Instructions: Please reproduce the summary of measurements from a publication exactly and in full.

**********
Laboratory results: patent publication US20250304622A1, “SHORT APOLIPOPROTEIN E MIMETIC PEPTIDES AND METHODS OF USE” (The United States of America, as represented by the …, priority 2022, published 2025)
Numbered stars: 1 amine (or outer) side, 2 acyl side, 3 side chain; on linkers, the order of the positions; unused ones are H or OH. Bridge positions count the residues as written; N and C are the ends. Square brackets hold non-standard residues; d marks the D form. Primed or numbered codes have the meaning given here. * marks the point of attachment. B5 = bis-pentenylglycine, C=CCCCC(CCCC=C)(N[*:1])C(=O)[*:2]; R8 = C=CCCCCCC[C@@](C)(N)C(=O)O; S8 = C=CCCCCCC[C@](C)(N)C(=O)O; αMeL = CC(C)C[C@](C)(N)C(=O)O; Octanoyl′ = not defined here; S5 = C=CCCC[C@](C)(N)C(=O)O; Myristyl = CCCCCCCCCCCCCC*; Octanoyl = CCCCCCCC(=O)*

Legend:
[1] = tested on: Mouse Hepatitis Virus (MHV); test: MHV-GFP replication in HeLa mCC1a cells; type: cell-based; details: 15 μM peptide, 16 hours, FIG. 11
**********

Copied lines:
Laboratory results: patent publication US20250304622A1, “SHORT APOLIPOPROTEIN E MIMETIC PEPTIDES AND METHODS OF USE” (The United States of America, as represented by the …, priority 2022, published 2025)
Numbered stars: 1 amine (or outer) side, 2 acyl side, 3 side chain; on linkers, the order of the positions; unused ones are H or OH. Bridge positions count the residues as written; N and C are the ends. Square brackets hold non-standard residues; d marks the D form. Primed or numbered codes have the meaning given here. * marks the point of attachment. B5 = bis-pentenylglycine, C=CCCCC(CCCC=C)(N[*:1])C(=O)[*:2]; R8 = C=CCCCCCC[C@@](C)(N)C(=O)O; S8 = C=CCCCCCC[C@](C)(N)C(=O)O; αMeL = CC(C)C[C@](C)(N)C(=O)O; Octanoyl′ = not defined here; S5 = C=CCCC[C@](C)(N)C(=O)O; Myristyl = CCCCCCCCCCCCCC*; Octanoyl = CCCCCCCC(=O)*

Legend:
[1] = tested on: Mouse Hepatitis Virus (MHV); test: MHV-GFP replication in HeLa mCC1a cells; type: cell-based; details: 15 μM peptide, 16 hours, FIG. 11